15th BCBS-FSI high-level meeting for Africa on strengthening financial sector supervision and current regulatory priorities

Cape Town, South Africa, 30 and 31 January 2020

Senior central bankers and bank supervisors in sub-Saharan Africa gathered to discuss the global and regional developments in banking supervision, latest work on operational resilience of banks, cyber security, and supervisory challenges related to Pillar 2 implementation and the use of technology in supervision (suptech).

Technological developments and their impact on banks and bank supervisors were some of the main features of the 15th high-level meeting on strengthening financial sector supervision and current regulatory priorities, held on 30 and 31 January in Cape Town, South Africa. The meeting was hosted by the South African Reserve Bank (SARB), and jointly organised by the Basel Committee on Banking Supervision (BCBS) and the Bank for International Settlements' Financial Stability Institute (FSI).

SARB Governor Kganyago underlined the importance of the high-level meeting as an annual event bringing together representatives of the BCBS, FSI and sub-Saharan African central banks and supervisory authorities. He reminded participants of their responsibility to preserve a sound financial sector in Africa and highlighted the important role of proportionality when implementing international standards. He also called for "waking up to the challenge of climate risks" and pointed to the need to better understand their impact on the financial sector.

Participants shared their current supervisory priorities and agreed on the ongoing need to deal with capacity-building for the sub-Saharan region. The assessment of rules on anti-money laundering and countering the financing of terrorism, dealing with IT risks including cyber risk, and implementing global standards were among the most cited challenges.

The Basel III standards are a comprehensive and wide-ranging set of measures that seek to fix the many fault lines in the pre-crisis regulatory framework. But the benefits from these reforms can only be enjoyed if the standards are implemented by all Committee member jurisdictions consistently. The time for adaptation is passed, and the focus should now be on adoption. It is in the interest of all jurisdictions to lead by example and contribute to global financial stability by implementing Basel III in a full, timely and consistent manner.

Pablo Hernández de Cos, Chair of the Basel Committee on Banking Supervision and Governor of the Bank of Spain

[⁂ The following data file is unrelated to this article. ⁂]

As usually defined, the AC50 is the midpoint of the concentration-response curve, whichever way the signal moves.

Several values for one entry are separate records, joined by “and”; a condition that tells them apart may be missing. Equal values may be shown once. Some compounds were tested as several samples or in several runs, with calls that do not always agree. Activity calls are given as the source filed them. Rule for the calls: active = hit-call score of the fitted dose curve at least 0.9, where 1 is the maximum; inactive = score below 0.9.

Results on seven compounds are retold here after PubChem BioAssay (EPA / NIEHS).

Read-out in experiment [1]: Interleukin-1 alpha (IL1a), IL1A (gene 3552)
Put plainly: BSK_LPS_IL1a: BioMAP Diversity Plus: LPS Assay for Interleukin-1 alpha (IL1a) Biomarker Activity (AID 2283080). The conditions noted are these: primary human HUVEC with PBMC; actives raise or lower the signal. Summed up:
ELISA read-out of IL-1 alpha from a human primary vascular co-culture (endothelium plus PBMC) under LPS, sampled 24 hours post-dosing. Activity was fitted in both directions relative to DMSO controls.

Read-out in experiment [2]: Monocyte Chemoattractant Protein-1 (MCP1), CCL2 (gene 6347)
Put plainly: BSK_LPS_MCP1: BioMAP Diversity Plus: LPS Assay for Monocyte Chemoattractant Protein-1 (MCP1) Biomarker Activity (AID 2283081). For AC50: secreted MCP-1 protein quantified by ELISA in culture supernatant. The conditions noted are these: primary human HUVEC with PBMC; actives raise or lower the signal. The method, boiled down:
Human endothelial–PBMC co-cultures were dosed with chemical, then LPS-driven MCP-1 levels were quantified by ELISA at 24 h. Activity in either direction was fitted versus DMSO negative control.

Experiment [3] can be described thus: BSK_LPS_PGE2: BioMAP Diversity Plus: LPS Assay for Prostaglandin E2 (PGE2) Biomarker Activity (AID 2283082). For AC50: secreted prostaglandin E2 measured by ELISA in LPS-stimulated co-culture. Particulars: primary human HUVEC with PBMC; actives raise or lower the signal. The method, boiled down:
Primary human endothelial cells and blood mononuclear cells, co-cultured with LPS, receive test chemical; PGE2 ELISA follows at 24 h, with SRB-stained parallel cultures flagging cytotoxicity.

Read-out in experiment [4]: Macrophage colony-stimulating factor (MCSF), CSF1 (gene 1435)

The Chairman of the Basel Committee, Governor Hernández de Cos, emphasised the imperative of implementing the Basel Committee's post-crisis reforms. The benefits to global financial stability of Basel III can only be fully realised if these standards are implemented across jurisdictions in a full, timely and consistent manner. While good progress has been made to date in meeting this implementation imperative, there have recently been worrying signs of delays in implementing some of the outstanding Basel III standards among some member jurisdictions. Chairman Hernández de Cos noted that such delays and potential inconsistences are a result of two broad factors: (i) the unfortunate dynamics of the "regulatory cycle" and (ii) the significant volume and excessive complexity of some of the post-crisis reforms. Chairman Hernández de Cos called on all jurisdictions, particularly those with the biggest banking systems, to lead by example and contribute to global financial stability by implementing the Basel III standards in a full, timely and consistent manner. Finally, he also highlighted the role of proportionality in helping the implementation imperative. He underlined the Committee's support for the use of proportionality in implementing the Basel Framework in a manner consistent with the Core Principles, and emphasised that, going forward, the Committee will continue to exchange views on the role of proportionality in the Basel Framework, and whether any additional work is needed at the global level.

It would be fatal to let financial markets off the leash again.

Felix Hufeld, President, Federal Financial Supervisory Authority (BaFin), Germany

During the high-level meeting, banking supervisors acknowledged common regulatory and supervisory challenges especially in relation to the technological innovation taking place in banking. The meeting wrapped up with two important areas in bank supervision. First, they explored how prudential authorities' supervisory frameworks and their methodologies under Pillar 2 of the Basel Framework have evolved in post-crisis years. Second, discussion centred on the use of technology for supervisors and whether and how suptech use cases can support and improve supervisory decision-making.